Creating A 3D Visualization Of Freely Moving Organisms Using Camera Array And Software Algorithm

Observing a colony, swarm or similar grouping of creatures like ants or zebrafish over longer periods of time can be tricky. Simply recording their behavior with a camera misses a lot of information about the position of their body parts, while taking precise measurements using a laser-based system or LiDAR suffers from a reduction in parameters such as the resolution or the update speed. The ideal monitoring system would be able to record at high data rates and resolutions, while presenting the recorded data all three dimensions. This is where the work by Kevin C. Zhou and colleagues seeks to tick all the boxes, with a recent paper (preprint, open access) in Nature Photonics describing their 3D-RAPID system.

This system features a 9×6 camera grid, making for a total of 54 cameras which image the underlying surface. With 66% overlap between cameras across the horizontal dimension, there enough duplicate data between image stream that is subsequently used in the processing step to extract and reconstruct the 3D features, also helped by the pixel pitch of between 9.6 to 38.4 µm. The software is made available via the author’s GitHub.

Three configurations for the imaging are possible, ranging from no downsampling (1x) for 13,000×11,250 resolution at 15 FPS, to 2x downsampling (6,500×5,625@60FPS) and finally 4x (3,250×2,810@230FPS). Depending on whether the goal is to image finer features or rapid movement, this gives a range of options before the data is fed into the computational 3D reconstruction and stitching algorithm. This uses the overlap between the distinct frames to reconstruct the 3D image, which in this paper is used together with a convolutional neural network (CNN) to automatically determine for example how often the zebrafish are near the surface, as well as the behavior of fruit flies and harvester ants.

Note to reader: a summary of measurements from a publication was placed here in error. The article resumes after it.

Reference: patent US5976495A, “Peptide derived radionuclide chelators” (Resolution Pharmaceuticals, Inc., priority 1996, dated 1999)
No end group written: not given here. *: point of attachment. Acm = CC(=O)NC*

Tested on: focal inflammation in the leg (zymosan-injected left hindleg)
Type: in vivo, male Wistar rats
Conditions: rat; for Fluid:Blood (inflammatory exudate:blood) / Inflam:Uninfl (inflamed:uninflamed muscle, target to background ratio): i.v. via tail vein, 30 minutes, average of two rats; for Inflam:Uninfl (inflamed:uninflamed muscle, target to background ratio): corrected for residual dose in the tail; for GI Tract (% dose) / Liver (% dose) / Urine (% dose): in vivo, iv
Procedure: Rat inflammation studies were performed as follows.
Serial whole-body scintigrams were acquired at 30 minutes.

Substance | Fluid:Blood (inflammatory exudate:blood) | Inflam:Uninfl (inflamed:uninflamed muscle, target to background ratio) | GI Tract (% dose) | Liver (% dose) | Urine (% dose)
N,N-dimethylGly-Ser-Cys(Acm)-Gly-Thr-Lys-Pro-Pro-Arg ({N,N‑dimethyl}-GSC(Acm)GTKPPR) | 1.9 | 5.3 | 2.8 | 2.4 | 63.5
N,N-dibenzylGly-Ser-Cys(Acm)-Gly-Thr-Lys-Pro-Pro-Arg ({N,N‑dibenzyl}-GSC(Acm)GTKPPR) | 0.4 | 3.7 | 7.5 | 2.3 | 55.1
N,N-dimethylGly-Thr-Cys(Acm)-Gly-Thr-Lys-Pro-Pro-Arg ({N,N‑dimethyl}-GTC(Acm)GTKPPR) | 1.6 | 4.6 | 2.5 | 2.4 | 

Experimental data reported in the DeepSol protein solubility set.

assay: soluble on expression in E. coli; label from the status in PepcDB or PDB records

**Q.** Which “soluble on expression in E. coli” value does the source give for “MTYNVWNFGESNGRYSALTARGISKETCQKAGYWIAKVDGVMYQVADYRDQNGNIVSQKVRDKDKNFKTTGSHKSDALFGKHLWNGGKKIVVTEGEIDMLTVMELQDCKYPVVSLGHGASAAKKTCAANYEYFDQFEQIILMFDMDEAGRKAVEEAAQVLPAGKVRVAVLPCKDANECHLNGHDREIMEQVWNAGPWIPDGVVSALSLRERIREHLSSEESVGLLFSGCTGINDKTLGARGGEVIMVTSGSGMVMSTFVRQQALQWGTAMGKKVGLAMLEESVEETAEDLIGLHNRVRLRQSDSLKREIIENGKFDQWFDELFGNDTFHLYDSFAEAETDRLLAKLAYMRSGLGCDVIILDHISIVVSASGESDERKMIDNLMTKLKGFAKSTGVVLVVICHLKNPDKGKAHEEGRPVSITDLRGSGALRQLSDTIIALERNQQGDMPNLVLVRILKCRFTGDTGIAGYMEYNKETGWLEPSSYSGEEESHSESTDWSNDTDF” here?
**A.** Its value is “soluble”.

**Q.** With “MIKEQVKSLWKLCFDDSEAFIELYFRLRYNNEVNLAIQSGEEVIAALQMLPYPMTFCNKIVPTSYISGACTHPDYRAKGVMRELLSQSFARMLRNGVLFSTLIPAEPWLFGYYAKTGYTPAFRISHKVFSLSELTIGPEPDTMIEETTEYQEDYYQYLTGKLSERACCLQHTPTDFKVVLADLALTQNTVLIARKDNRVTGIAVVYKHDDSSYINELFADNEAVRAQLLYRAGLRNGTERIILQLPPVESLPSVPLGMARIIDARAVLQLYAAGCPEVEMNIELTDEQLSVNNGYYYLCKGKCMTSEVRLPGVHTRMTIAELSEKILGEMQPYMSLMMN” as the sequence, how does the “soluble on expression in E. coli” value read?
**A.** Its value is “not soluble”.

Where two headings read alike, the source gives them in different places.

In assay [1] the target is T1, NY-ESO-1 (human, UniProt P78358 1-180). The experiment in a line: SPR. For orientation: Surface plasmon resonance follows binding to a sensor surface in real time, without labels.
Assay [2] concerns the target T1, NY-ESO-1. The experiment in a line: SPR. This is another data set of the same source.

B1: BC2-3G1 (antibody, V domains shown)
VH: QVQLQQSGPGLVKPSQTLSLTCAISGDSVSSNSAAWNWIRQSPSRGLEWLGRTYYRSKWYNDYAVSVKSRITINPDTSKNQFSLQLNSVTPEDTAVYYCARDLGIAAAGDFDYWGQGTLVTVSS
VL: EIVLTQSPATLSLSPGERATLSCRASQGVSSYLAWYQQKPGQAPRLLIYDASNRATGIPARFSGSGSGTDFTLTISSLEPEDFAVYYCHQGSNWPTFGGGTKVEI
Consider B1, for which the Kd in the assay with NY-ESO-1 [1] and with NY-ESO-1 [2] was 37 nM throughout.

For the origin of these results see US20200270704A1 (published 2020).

As noted in an interview with the authors, possible applications could be found in developmental biology as well as pharmaceutics.

Capturing That (light Field) Moment

Yes, your eyes do not lie, that is 12 cameras rigged to take a picture at the exact same moment. The idea is a single camera loses data (namely depth) when it takes a 3D image and transposes it onto a 2D medium. FuturePicture somewhat circumvents this loss by taking several pictures with different focus distances. In short, the camera array allows you to focus on multiple items within a scene. The project’s hardware and software have yet to be released (we do know it’s at least Arduino), but they plan to make it entirely open source so everyone can experiment. Of course, we’ll keep you up to date.
[via Make]